Video

Video Turkey Campus Attacks Raise Islamic Radicalization Fears

Concerns are growing in Turkey of Islamic radicalization at some universities, after clashes between supporters of the jihadist group Islamic State (IS) or ISIS, and those opposed to the extremists. Pro-jihadist literature is on sale openly on the streets of Istanbul. Critics accuse the government of turning a blind eye to radicalism at home, while Kurds accuse the president of supporting IS - a charge strongly denied. Henry Ridgwell reports from London.
Video

Video Syrian Defector Leaks Shocking Photos of Torture Victims

Shocking photographs purporting to show Syrian torture victims are on display at the U.S. Holocaust Memorial Museum in Washington. The museum says the graphic images are among thousands of photographs recently smuggled out of Syria by a military policeman-turned-defector. As VOA reporter Julie Taboh reports, the museum says the photos provide further evidence of atrocities committed by the government of Syrian President Bashar al-Assad against its own people.
Video

Video Drought-Stricken California Considers Upgrading Water System

A three-year drought in California is causing a water shortage that is being felt on farms and cities throughout the state. As VOA's Mike O’Sullivan reports, water experts, consumers and farmers say California needs to make changes to cope with an uncertain future.
Video

Video TechShop Puts High-tech Dreams Within Reach

Square, a business app and card reader, makes it possible to do credit card transactions through cell phones. But what made Square possible? VOA’s Adrianna Zhang and Enming Liu have the answer.
Video

Video Church for Atheists Goes Global

Atheists, by definition, do not believe in God. So they should have no need of a church. But two years ago, a pair of British stand-up comedians decided to create one. Sanderson Jones and Pippa Evans told the BBC they envisioned “something like church but without God". Their “Sunday Assembly” movement has grown from a single congregation in London to dozens of churches around the world. Reporter Mike Osborne visited with the members of a Sunday Assembly that now meets regularly in Nashville.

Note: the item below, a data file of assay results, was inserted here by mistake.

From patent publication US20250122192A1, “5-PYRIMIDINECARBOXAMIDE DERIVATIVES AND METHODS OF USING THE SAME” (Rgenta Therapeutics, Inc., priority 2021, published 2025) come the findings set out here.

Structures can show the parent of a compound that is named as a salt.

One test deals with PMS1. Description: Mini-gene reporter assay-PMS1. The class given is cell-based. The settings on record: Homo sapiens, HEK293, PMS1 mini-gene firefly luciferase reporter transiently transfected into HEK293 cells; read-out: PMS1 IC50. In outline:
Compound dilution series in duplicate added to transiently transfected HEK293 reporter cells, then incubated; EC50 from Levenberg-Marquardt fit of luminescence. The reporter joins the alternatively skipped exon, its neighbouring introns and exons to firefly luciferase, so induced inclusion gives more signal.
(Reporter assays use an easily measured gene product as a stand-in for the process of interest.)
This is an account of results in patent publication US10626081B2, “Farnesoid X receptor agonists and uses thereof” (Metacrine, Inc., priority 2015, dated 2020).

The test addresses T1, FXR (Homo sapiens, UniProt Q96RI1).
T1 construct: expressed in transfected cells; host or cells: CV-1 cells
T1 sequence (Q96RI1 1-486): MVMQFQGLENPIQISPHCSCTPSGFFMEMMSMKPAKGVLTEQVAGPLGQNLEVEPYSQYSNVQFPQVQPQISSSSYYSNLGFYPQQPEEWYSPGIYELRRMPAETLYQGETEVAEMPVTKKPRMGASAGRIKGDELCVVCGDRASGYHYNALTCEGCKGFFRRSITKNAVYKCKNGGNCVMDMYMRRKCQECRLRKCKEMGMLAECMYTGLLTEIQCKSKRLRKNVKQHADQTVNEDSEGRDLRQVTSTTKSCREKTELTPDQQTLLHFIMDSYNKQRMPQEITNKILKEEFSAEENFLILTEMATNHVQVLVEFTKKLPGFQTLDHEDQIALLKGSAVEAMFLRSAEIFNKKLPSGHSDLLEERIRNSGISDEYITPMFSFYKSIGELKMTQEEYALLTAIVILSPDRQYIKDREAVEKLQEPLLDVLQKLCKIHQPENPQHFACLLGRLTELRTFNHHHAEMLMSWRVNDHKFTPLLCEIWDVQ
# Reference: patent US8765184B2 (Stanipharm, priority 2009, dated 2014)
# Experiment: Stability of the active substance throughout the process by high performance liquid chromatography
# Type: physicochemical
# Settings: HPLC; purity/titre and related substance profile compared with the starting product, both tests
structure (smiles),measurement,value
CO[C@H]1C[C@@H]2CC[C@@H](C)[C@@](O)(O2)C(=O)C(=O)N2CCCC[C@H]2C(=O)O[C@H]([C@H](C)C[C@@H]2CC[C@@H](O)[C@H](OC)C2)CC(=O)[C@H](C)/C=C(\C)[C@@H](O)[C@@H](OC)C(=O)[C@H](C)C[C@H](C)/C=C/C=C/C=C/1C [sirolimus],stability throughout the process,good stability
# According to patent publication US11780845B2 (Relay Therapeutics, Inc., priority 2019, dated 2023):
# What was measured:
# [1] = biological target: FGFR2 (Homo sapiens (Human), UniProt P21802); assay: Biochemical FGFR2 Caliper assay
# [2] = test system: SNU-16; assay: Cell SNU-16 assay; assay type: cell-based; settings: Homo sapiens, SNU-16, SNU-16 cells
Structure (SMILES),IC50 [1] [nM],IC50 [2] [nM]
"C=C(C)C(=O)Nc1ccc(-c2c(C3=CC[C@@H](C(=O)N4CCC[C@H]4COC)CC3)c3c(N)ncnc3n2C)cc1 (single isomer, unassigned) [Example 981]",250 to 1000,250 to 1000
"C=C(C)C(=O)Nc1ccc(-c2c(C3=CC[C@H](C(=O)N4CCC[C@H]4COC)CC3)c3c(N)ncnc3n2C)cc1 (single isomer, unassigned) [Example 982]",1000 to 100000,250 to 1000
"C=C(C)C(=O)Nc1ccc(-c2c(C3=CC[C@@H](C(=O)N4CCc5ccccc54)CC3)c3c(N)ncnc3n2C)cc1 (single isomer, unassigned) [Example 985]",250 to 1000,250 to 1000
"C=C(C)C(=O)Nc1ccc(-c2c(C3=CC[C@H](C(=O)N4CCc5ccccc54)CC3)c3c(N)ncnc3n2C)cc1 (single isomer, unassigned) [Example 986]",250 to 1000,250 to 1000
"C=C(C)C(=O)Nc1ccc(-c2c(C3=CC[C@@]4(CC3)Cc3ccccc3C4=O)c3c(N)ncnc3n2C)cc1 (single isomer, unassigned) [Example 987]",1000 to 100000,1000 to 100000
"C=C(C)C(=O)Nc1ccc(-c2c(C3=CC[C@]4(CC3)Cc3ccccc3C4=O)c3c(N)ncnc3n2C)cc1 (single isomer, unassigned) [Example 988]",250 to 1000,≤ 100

Video

Video Robot Locates Unexploded Underwater Mines

Many educators believe that hands-on experience is the best way to learn. Proving that the method works is a project developed by a group of students at the Stevens Institute of Technology, in Hoboken, New Jersey. They rose up to a challenge posted by the U.S. Department of Defense and successfully designed and built an underwater robot for locating submerged unexploded ordnance. VOA’s George Putic reports.
Video

Video Liberia's JFK Hospital Reopens After Temporary Ebola Exposure

JFK Hospital is Liberia’s largest and one of its oldest medical facilities. The hospital had to close temporarily following the deaths of two leading doctors from Ebola. It is now getting back on its feet, with the maternity ward being the first section to reopen. Benno Muchler has more for VOA News from Monrovia.
Video

Video Hong Kong Protests Expose Generation Gap

Most of the tens of thousands of protesters in Hong Kong are students seeking democracy. Idealistic youths say while the older generation worries about the present, they are fighting for the territory's future. VOA's Daniel Schearf reports from Hong Kong.
Video

Video Liberians Living in US Struggle From Afar as Ebola Ravages Homeland

More than 8,000 Liberians live in New York City, more than in any other city outside of Liberia itself. As VOA’s Bernard Shusman reports, with the Ebola virus ravaging their homeland, there is no peace of mind for these New Yorkers.
Video

Video Kurds See War-Ravaged Kobani As Political, Emotional Heartland

Intense fighting is continuing between Islamic State militants -- also known as ISIS or ISIL -- and Kurdish forces around the Syrian town of Kobani, on the Turkish border. The U.S. said it carried out at least nine airstrikes against Islamic State positions Friday. Meanwhile the U.N. has warned that hundreds of civilians would be massacred if the town falls to the militants. Henry Ridgwell looks at the strategic significance of the city.

All About America

AppleAndroid